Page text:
In short, this book was less action-packed and less suspenseful than the previous entourage of Romantic Suspense novels I've been reading. Waking Nightmare read more like a forensics crime scene investigation procedural without all the flashy lights. Since the basis of the story surrounds the work of a criminal profiler and the tediousness of an ongoing criminal investigation, I can see why there'd be less suspense included.
Still, I'm appreciative of how much more realistic (as realistic as romantic suspenses and fictional crime thrillers can get) the investigative process attempted to be. We get a glimpse at just how frustrating cold cases can become with little information and evidence to work off of outside of a handful of victims who are unable to identify a perpetrator due to uncontrollable circumstances.
Nothing was overly flash-bang with conveniently placed breaks falling out of the sky.
The story, however, came off rather flat, as did the characters (stock-standard romantic suspense characters with a stock-standard romantic suspense... romance). I'm not saying that's a bad thing, because I still enjoyed the book very much. I enjoyed a different view of the criminal investigation: tons of paperwork, lots of footwork, lots of phone calls and internet searches, interviews, regular task force meetings...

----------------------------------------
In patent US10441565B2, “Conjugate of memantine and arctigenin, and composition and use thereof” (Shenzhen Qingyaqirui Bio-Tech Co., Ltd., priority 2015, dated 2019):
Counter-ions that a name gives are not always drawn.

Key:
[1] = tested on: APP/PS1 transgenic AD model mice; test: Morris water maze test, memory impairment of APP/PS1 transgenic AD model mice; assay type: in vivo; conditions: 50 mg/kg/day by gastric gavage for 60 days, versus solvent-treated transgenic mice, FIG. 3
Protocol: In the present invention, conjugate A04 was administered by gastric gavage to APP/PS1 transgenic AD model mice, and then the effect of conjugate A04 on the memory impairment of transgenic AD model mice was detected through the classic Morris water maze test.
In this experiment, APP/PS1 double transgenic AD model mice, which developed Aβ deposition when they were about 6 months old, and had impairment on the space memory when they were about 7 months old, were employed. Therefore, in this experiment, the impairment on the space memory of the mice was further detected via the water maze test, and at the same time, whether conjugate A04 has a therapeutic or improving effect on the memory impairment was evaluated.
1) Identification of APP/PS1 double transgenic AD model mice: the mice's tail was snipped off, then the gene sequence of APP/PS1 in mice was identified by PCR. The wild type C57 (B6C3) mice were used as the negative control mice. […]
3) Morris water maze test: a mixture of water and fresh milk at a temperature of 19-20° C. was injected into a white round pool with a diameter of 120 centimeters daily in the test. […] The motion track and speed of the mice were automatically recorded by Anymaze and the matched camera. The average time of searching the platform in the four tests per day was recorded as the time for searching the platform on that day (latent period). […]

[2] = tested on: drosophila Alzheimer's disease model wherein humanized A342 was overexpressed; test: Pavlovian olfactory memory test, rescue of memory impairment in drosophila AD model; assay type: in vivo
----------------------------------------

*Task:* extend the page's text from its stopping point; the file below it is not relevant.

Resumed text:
There wasn't a whole lot of threat to our main heroine's life because the culprit didn't even target her until a lot later when she became a threat to his continued monstrosity of activity. So there wasn't too much of an opportunity for her to play the damsel-in-distress; not that she was anything of the type since it was pretty clear that she could handle herself quite well, being armed and able to defend herself with her expert Muay Thai boxing.
It helps that I kind of enjoyed all of the psychobabble of the criminal profiling aspect in the investigation.